Monday, May 26, 2014

Creep: What The Hell Am I Doing Here? I Don’t Belong Here

Movies aren't always obvious. Some things I’ll watch and immediately I know what I think - some movies leave very strong, clear impressions, for good or ill. Others, though, sneak up on me. I’ll find myself still thinking about them a day or two after watching them, and usually that’s a good thing. Even if it’s not the most technically accomplished, even if it has flaws, even if my immediate viewing experience wasn't strongly positive or negative, if it hangs around in my head, if it sticks in my craw, that’s a good thing. Well, usually. Sometimes I’ll run across something that doesn't make a big impact on me at first, but things will start to bug me about it upon further reflection. I don’t mean plot details, I’m not a big fan of “gotcha” criticism that insists on rigorous adherence to some clinical level of detail and consistency, though there’s certainly an audience for that sort of thing. No, this is more things like themes and imagery that leave kind of a bad taste, a lingering bitterness even when the initial experience was sort of bland and indifferent.

Creep is a good case in point. On the surface, it’s pretty by-the-numbers, but the more I think about the protagonist and the situations through which she’s driven, the less I like what it ends up being about in the end.

There’s a prologue involving two utility workers who find something amiss in the sewer tunnels under London, but it’s not really about them, as these prologues all too often aren't. It’s more there to set up the idea that there’s a Bad Thing and create a sense of foreboding, but I feel like it’s so pro forma at this point that there’s no foreboding at all. But anyway, the sewer workers are soon forgotten in favor of a party in full swing, navigated by our protagonist, Kate. Kate’s a sassy, fun-loving sort, as quick with a drink as a witty retort to the faintly oily coworkers who look at her with a barely disguised mixture of lust and contempt. Kate has no time for them, because she’s heard that George Clooney is in town, and a friend of hers knows where he’s staying, and she’s intent on bagging the handsome American movie star.

I know, it sounds really airheaded and shallow and like our protagonist is a ditzy party girl, but that’s because that’s exactly what she is, and this is where things start being a little problematic. See, Kate discovers that her friend has already left the party in a cab, leaving her hanging with no shot at Clooney, so she desperately hoofs it to a subway station to catch up. After some hassle trying to get a fare card, she manages to make it into the station with one train left for the night. A train which she promptly naps through, waking up alone in a locked and deserted tube station.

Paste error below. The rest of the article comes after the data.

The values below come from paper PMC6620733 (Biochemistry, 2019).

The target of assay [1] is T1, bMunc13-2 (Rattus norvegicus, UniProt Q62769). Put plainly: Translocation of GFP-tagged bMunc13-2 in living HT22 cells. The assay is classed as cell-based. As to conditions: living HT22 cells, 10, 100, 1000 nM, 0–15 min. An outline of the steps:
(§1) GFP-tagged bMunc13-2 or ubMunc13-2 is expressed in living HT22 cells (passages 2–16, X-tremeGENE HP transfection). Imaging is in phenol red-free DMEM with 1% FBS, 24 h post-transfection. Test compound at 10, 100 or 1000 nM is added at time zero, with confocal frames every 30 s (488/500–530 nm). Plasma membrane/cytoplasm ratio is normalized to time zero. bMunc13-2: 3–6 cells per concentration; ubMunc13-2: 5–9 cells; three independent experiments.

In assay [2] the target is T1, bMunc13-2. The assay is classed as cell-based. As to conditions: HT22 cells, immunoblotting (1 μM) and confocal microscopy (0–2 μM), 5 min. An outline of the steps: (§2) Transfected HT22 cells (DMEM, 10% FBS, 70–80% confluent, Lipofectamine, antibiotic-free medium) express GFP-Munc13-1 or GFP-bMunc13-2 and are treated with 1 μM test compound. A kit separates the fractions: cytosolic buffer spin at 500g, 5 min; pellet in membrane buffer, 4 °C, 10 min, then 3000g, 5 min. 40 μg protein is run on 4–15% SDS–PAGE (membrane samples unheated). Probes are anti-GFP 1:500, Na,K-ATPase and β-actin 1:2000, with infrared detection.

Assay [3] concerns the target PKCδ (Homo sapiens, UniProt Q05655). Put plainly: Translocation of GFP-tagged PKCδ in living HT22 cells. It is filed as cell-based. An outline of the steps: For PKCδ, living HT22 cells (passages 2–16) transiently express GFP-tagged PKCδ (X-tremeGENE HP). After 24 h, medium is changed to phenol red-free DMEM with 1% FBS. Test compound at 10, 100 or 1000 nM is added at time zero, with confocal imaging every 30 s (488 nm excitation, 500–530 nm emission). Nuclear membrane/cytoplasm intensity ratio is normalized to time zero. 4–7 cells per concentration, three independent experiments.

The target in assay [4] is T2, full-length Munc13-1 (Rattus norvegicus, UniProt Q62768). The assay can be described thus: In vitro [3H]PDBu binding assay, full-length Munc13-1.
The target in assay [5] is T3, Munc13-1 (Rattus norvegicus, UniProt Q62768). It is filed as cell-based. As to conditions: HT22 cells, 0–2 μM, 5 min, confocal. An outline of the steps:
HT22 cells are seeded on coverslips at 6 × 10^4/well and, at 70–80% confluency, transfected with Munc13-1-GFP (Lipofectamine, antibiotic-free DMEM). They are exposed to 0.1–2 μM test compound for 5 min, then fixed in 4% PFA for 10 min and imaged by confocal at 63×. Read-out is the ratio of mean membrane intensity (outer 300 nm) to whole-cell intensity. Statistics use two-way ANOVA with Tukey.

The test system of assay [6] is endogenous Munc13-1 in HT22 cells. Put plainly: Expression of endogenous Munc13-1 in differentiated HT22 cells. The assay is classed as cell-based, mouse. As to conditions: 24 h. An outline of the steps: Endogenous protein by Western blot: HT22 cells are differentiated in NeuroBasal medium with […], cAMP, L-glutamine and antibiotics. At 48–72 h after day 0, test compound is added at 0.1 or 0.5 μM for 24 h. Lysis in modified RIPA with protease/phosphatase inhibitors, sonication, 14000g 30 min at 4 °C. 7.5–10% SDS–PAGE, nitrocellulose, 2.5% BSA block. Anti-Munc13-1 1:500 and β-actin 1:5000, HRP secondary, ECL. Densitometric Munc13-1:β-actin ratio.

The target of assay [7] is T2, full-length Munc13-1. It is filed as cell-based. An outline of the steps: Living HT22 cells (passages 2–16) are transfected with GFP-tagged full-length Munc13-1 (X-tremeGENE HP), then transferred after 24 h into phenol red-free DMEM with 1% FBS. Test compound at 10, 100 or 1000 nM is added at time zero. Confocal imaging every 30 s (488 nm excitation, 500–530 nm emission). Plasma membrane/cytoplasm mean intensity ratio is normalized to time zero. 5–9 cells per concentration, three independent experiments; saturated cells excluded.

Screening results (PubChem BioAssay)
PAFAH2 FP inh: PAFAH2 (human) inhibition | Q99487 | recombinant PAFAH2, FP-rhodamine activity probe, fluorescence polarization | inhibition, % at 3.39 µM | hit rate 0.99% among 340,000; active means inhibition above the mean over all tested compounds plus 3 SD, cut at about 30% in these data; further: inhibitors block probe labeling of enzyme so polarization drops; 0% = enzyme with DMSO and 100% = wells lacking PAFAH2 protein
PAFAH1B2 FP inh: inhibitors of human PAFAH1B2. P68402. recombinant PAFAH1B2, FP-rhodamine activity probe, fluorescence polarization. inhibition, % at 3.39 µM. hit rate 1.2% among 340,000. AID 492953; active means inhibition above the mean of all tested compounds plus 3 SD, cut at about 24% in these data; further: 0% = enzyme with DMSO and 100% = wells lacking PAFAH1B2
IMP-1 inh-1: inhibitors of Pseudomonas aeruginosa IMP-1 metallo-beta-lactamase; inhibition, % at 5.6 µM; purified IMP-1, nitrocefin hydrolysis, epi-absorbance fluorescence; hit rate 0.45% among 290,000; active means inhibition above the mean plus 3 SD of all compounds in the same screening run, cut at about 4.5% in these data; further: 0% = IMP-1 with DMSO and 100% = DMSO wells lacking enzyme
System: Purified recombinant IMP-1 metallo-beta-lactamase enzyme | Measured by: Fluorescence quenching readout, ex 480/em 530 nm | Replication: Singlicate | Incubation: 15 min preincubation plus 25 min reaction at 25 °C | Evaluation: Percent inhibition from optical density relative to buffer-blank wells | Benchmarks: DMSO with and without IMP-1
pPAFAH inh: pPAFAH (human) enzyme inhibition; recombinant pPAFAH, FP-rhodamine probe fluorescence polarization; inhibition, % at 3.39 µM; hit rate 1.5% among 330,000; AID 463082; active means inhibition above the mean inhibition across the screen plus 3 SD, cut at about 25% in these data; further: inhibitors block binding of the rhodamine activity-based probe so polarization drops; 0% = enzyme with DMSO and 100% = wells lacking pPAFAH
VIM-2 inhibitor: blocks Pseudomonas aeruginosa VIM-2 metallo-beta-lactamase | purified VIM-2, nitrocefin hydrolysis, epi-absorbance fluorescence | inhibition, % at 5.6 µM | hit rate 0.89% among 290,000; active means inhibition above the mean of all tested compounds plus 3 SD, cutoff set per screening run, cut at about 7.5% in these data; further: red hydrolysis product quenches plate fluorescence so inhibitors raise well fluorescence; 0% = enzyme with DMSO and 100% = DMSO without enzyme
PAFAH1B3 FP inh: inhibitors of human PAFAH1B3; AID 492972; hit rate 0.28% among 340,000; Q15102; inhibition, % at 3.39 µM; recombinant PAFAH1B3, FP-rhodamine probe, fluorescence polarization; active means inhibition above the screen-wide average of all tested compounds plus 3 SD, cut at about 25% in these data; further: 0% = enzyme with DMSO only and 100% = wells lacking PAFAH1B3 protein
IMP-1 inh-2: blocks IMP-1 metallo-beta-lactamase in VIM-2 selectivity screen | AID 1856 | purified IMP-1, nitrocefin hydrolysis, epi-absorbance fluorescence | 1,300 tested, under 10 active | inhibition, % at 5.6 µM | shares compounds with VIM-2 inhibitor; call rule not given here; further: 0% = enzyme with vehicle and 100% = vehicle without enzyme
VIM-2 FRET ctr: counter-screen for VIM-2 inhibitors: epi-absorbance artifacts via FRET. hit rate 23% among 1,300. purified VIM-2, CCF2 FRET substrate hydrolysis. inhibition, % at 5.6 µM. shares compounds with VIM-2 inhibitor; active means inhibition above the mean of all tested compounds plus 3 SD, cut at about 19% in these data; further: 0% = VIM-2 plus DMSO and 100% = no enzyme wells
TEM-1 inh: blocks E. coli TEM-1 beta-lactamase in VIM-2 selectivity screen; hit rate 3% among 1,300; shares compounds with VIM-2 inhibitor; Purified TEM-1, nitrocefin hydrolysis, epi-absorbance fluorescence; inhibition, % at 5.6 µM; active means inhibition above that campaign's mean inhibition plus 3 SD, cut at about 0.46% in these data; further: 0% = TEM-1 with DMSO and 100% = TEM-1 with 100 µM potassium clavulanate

Well, not quite alone.

What follows is more or less the worst night of Kate’s life. That’s pretty much how it’s framed - the action is almost (though not entirely) on her and her interactions with others as she tries to get out of the tube station. She’s not alone down there, and some of the people she encounters mean her harm, and others don’t, but Kate barges her way through every interaction, asking other people to do stuff for her and throwing money at them as a way to get them to cooperate. It makes sense, she's speaking the only language she knows, but it rankles, and she doesn't really have a clearly defined character arc. In any given scene, she’s either helpless or surprisingly self-reliant, without a lot of actual growth or development. It just depends on what the scene requires. So that’s the first problem with the film - here’s our heroine, and she’s a bit of an unsympathetic mess.

Another big problem is pacing and rhythm - this movie sort of moves forward in a headlong rush, much like the characters, and because it doesn't really stop to breathe, a lot of moments for real tension and atmosphere are lost. There's a ton of potential in empty tube stations at night, in being lost and having something following you, but tension doesn't really escalate in this movie, it just sort of goes and goes and goes, with one group of people or another running screaming from something, and the mazelike nature of the tunnels in which the movie is set make it easy to lose any sense of location in time or space. This is too, because the idea of moving deeper and deeper into the earth, further and further down not just under London but into London's history as well, could build up tremendous tension and fear. Instead, the characters kind of blunder from one place to the next, and in at least one case it's highly improbable that someone would be able to be where they were in the first place, so it all seems sort of artificial. The soundtrack doesn't help either - the sound design itself is quite good, with metallic squeaks and scrapes and distant cries signaling that things aren't right, but it's overwhelmed by a soundtrack full of thuds and booms and clattering percussion that tells us THIS IS ALL VERY TENSE AND YOU SHOULD BE SCARED NOW. It all feels like they're trying way too hard, and need to give the story (and music) some room to breathe a little.